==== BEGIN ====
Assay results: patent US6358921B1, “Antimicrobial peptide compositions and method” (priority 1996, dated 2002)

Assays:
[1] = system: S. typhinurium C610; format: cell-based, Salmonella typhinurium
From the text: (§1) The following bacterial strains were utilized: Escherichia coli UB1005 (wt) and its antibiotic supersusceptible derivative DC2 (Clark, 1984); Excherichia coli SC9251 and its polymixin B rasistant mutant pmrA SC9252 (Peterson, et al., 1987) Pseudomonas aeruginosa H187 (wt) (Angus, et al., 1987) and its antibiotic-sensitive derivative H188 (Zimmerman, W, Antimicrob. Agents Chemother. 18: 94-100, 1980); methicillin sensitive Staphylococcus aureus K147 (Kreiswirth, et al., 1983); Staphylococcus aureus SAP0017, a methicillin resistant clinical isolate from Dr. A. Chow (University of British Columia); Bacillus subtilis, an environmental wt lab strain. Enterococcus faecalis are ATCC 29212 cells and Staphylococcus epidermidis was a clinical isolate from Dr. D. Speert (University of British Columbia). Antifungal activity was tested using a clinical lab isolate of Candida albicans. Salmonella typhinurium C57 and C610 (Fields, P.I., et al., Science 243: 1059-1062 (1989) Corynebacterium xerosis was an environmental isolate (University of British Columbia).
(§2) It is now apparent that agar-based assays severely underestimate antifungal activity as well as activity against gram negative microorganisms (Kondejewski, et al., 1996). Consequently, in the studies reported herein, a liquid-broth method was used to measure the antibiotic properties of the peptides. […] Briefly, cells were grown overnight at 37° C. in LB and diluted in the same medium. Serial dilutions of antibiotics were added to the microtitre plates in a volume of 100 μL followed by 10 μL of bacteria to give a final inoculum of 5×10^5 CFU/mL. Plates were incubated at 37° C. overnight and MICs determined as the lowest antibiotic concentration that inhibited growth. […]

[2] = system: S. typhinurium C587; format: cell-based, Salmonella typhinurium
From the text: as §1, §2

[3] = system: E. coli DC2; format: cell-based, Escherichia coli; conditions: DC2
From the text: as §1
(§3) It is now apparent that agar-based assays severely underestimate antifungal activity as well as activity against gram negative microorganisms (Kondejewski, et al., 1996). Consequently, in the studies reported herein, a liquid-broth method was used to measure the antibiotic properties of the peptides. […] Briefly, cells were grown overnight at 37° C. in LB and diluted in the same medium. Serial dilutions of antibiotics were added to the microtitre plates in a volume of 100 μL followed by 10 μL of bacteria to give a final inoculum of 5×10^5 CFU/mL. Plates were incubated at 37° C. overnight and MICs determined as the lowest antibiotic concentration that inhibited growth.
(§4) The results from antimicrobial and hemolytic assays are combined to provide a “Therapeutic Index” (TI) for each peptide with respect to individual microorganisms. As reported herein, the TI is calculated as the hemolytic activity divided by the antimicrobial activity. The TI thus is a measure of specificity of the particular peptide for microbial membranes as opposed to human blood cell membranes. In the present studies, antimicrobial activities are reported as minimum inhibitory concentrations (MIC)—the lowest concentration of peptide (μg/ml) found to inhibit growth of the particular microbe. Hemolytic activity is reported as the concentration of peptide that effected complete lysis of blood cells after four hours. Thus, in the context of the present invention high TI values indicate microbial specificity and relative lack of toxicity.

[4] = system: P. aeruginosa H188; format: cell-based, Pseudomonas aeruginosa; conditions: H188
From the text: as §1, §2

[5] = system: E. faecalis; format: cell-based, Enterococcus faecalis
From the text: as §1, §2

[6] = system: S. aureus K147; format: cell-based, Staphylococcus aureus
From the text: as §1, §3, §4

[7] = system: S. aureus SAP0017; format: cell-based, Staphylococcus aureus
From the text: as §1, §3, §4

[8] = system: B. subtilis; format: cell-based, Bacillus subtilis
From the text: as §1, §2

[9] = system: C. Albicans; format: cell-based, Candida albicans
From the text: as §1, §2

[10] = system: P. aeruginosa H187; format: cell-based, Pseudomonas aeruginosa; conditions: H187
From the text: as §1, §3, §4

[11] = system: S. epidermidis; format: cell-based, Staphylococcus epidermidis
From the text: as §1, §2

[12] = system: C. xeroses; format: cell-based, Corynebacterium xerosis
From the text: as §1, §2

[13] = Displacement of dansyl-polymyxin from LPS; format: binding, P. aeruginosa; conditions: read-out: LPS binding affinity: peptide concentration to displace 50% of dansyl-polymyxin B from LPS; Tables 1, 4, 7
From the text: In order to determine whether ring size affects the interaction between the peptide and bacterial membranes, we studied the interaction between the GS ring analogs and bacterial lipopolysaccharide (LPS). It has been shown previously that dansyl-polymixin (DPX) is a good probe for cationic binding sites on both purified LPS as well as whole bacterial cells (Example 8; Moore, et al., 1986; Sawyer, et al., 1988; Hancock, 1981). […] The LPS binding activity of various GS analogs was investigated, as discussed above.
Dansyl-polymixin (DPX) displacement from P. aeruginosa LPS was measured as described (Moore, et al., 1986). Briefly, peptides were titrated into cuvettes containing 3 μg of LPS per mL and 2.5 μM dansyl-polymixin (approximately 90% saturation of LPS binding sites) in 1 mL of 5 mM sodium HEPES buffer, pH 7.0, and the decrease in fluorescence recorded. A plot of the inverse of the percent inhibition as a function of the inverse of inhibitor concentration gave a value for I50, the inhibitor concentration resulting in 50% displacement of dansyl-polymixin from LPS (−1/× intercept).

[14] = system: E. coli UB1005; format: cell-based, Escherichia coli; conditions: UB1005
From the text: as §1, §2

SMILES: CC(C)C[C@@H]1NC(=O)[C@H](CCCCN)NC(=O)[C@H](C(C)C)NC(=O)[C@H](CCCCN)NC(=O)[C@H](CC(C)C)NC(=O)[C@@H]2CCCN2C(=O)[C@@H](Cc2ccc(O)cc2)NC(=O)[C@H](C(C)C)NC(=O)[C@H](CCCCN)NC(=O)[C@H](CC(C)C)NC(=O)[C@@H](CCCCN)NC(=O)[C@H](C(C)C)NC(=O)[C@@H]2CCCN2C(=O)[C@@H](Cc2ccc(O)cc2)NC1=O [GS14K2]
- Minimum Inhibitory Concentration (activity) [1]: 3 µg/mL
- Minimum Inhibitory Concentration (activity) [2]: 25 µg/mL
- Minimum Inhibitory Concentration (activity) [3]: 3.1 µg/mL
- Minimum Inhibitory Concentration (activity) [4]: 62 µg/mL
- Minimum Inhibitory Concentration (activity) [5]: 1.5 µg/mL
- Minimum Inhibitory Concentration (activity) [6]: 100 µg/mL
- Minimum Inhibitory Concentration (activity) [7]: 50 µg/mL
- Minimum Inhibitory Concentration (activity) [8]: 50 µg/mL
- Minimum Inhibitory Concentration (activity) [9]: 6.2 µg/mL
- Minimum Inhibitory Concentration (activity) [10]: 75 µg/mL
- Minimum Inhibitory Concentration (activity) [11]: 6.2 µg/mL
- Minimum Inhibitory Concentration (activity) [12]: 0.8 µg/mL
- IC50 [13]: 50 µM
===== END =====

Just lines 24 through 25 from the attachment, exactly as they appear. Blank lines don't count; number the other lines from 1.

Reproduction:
[10] = system: P. aeruginosa H187; format: cell-based, Pseudomonas aeruginosa; conditions: H187
From the text: as §1, §3, §4